Cult of Womanhood
Project info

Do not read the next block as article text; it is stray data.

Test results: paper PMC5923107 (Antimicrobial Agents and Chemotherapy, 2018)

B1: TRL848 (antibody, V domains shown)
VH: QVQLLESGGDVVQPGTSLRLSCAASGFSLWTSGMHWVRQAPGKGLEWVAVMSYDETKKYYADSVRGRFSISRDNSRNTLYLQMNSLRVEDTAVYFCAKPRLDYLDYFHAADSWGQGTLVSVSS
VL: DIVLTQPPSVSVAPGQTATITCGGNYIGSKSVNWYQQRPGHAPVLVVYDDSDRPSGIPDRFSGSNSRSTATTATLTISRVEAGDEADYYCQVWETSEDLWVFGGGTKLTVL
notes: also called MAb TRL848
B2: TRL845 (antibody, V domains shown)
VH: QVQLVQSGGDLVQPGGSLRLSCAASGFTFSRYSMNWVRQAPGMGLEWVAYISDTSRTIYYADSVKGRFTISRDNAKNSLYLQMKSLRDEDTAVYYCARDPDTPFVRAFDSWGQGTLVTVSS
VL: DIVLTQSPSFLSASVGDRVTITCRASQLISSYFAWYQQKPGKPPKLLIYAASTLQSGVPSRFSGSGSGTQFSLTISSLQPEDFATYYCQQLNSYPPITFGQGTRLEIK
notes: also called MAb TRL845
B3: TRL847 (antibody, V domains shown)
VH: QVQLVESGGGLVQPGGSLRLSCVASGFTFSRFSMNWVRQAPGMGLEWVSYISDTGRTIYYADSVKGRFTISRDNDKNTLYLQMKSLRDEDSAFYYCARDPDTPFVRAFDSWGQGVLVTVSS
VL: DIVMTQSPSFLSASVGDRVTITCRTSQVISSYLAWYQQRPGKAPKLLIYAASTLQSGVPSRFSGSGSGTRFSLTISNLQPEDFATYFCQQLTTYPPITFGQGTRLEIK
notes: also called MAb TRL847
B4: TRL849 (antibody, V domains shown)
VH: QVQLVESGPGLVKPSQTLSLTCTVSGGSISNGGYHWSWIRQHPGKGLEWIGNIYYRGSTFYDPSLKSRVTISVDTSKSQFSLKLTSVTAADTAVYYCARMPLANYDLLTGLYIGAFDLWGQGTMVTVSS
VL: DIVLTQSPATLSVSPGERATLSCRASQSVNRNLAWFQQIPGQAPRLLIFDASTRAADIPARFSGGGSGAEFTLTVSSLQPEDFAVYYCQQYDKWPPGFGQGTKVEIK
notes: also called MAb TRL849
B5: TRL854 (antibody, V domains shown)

Growing up in a small town in rural Maine, my contact with others was limited. ​My sisters and I lived in a close-knit religious culture where sexuality was never mentioned. ​I was raised alongside three sisters. As children we created elaborate fantasy games ​and tried to find every Bible passage we could about powerful women and witches. The forbidden nature and the ritual of the occult fascinated us. ​Our household was staunchly Christian, I witnessed the demonization of sexuality and femininity in our church, yet I was surrounded by powerful feminine energy. Though she was Christian, my mother read us books about witches of all kinds. Baba Yaga was always my sisters' favorites. I became obsessed with femininity, ritual, and the history New England had with witchcraft. For the last six years, I have made images that document different interpretations of femininity in my life. As a young woman I watched myself and my sisters go through the different stages of becoming women, in particular how girls changed from children to objects sexualized by older men. I create images about this transition into womanhood, examining strength but also the pressure to exist as a female. ​My photographs explore religion and the community I created with my sisters through portraiture, all being played out on the stage of a New England landscape. In our religious cult of womanhood there exists a theater of eternal youth and femininity. We are confrontational while on display, finding our escape from this repression in the forests and seascapes of Maine.